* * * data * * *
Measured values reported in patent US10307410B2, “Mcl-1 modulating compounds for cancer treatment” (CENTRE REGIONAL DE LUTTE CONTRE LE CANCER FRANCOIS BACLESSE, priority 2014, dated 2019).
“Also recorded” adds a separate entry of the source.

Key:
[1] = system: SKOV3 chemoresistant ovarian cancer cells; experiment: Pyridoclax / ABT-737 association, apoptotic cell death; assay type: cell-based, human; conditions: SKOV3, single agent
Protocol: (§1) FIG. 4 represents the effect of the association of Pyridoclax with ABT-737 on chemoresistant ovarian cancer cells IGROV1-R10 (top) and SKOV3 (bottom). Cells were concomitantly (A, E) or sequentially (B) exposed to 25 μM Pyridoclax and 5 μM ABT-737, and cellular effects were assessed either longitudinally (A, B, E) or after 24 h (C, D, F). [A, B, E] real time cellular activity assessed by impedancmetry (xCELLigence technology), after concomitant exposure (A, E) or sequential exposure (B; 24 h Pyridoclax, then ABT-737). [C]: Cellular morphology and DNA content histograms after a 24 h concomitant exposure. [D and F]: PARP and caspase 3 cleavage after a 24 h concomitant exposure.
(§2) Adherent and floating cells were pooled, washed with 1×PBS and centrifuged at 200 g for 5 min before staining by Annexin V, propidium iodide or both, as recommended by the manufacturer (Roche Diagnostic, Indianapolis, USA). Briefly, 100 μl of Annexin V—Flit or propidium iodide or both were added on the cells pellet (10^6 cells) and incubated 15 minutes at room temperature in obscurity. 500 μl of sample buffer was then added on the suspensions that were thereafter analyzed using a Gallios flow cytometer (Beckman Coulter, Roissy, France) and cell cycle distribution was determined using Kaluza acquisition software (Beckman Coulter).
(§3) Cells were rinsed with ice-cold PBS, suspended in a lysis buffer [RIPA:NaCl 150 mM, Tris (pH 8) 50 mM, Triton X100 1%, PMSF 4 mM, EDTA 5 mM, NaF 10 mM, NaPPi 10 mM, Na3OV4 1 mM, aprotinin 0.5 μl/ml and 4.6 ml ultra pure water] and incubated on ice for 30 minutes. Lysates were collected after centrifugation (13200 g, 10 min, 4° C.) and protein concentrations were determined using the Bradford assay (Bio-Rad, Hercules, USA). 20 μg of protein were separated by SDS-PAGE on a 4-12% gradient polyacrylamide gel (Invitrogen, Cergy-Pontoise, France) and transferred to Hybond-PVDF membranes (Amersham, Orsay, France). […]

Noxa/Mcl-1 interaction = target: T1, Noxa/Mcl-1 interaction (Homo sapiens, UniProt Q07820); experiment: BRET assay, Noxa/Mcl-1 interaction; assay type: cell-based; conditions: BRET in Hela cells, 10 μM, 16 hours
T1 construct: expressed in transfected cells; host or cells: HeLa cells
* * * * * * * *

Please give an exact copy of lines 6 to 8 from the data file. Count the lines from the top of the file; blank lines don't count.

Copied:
(§2) Adherent and floating cells were pooled, washed with 1×PBS and centrifuged at 200 g for 5 min before staining by Annexin V, propidium iodide or both, as recommended by the manufacturer (Roche Diagnostic, Indianapolis, USA). Briefly, 100 μl of Annexin V—Flit or propidium iodide or both were added on the cells pellet (10^6 cells) and incubated 15 minutes at room temperature in obscurity. 500 μl of sample buffer was then added on the suspensions that were thereafter analyzed using a Gallios flow cytometer (Beckman Coulter, Roissy, France) and cell cycle distribution was determined using Kaluza acquisition software (Beckman Coulter).
(§3) Cells were rinsed with ice-cold PBS, suspended in a lysis buffer [RIPA:NaCl 150 mM, Tris (pH 8) 50 mM, Triton X100 1%, PMSF 4 mM, EDTA 5 mM, NaF 10 mM, NaPPi 10 mM, Na3OV4 1 mM, aprotinin 0.5 μl/ml and 4.6 ml ultra pure water] and incubated on ice for 30 minutes. Lysates were collected after centrifugation (13200 g, 10 min, 4° C.) and protein concentrations were determined using the Bradford assay (Bio-Rad, Hercules, USA). 20 μg of protein were separated by SDS-PAGE on a 4-12% gradient polyacrylamide gel (Invitrogen, Cergy-Pontoise, France) and transferred to Hybond-PVDF membranes (Amersham, Orsay, France). […]

Noxa/Mcl-1 interaction = target: T1, Noxa/Mcl-1 interaction (Homo sapiens, UniProt Q07820); experiment: BRET assay, Noxa/Mcl-1 interaction; assay type: cell-based; conditions: BRET in Hela cells, 10 μM, 16 hours